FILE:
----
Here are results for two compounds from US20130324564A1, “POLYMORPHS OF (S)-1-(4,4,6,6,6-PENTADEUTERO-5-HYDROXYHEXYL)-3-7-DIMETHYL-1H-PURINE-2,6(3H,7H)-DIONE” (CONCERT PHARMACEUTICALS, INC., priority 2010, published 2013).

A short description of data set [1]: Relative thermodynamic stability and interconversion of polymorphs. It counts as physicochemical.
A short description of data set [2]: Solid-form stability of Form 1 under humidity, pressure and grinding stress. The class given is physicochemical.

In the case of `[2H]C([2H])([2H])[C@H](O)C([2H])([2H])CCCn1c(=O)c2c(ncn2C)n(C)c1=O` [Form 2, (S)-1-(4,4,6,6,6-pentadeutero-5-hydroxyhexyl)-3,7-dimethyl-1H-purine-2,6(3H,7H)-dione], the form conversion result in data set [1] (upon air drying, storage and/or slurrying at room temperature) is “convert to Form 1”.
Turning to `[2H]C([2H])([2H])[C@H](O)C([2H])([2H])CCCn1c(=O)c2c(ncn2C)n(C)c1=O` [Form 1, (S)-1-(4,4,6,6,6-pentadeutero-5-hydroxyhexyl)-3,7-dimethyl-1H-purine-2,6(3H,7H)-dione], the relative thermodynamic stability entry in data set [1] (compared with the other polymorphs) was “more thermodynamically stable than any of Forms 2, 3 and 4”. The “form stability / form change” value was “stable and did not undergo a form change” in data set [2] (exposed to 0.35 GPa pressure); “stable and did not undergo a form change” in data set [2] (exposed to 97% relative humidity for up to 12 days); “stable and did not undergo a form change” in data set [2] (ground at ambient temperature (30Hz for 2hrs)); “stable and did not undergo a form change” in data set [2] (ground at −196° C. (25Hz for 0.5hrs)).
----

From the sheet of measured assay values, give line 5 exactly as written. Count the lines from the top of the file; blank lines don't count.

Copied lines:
Turning to `[2H]C([2H])([2H])[C@H](O)C([2H])([2H])CCCn1c(=O)c2c(ncn2C)n(C)c1=O` [Form 1, (S)-1-(4,4,6,6,6-pentadeutero-5-hydroxyhexyl)-3,7-dimethyl-1H-purine-2,6(3H,7H)-dione], the relative thermodynamic stability entry in data set [1] (compared with the other polymorphs) was “more thermodynamically stable than any of Forms 2, 3 and 4”. The “form stability / form change” value was “stable and did not undergo a form change” in data set [2] (exposed to 0.35 GPa pressure); “stable and did not undergo a form change” in data set [2] (exposed to 97% relative humidity for up to 12 days); “stable and did not undergo a form change” in data set [2] (ground at ambient temperature (30Hz for 2hrs)); “stable and did not undergo a form change” in data set [2] (ground at −196° C. (25Hz for 0.5hrs)).